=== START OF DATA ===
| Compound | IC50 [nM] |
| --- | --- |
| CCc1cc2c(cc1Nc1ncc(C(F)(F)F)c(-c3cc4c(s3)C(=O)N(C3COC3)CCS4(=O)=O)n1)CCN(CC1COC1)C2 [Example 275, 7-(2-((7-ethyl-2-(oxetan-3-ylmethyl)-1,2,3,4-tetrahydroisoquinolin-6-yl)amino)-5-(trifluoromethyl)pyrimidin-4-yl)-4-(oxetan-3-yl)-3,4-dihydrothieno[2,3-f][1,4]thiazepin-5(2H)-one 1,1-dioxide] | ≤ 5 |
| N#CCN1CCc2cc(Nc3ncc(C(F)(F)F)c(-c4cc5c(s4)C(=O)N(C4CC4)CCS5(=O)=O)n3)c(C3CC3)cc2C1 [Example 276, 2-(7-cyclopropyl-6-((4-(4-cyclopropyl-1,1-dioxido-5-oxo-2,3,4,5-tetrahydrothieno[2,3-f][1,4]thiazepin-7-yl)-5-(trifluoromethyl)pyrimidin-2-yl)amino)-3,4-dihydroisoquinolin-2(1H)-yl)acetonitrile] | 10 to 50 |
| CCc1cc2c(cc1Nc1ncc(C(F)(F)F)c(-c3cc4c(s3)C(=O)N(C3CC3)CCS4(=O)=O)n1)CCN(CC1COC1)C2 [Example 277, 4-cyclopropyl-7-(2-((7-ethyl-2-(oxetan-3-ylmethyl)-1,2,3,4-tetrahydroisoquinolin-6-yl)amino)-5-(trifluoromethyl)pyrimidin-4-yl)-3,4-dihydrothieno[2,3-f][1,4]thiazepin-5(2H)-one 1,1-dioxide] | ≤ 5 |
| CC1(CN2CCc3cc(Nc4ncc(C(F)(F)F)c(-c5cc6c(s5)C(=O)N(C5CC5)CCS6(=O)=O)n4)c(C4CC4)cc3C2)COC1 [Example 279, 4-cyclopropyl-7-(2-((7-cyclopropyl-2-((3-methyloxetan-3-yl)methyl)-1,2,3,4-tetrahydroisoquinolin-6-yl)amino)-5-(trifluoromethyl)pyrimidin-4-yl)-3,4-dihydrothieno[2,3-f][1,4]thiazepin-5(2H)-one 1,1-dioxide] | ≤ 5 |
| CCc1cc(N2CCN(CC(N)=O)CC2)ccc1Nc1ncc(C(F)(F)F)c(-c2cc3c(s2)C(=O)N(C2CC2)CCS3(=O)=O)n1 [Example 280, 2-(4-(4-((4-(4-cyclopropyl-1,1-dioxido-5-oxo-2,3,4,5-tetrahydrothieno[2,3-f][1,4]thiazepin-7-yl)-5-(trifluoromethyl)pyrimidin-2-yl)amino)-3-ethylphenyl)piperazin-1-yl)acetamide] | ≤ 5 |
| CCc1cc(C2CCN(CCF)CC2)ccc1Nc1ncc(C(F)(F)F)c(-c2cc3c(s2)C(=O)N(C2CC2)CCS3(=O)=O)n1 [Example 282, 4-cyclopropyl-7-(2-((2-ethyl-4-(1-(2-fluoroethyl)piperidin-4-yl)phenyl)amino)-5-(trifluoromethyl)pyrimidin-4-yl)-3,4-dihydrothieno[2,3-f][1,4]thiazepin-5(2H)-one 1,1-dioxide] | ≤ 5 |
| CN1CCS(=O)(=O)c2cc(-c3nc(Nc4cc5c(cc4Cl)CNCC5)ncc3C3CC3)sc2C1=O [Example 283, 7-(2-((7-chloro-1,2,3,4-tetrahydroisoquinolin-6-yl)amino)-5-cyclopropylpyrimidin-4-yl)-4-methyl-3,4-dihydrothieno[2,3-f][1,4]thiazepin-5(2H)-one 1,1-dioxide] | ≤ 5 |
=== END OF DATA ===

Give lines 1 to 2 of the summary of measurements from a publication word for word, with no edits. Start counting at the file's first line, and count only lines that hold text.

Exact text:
| Compound | IC50 [nM] |
| --- | --- |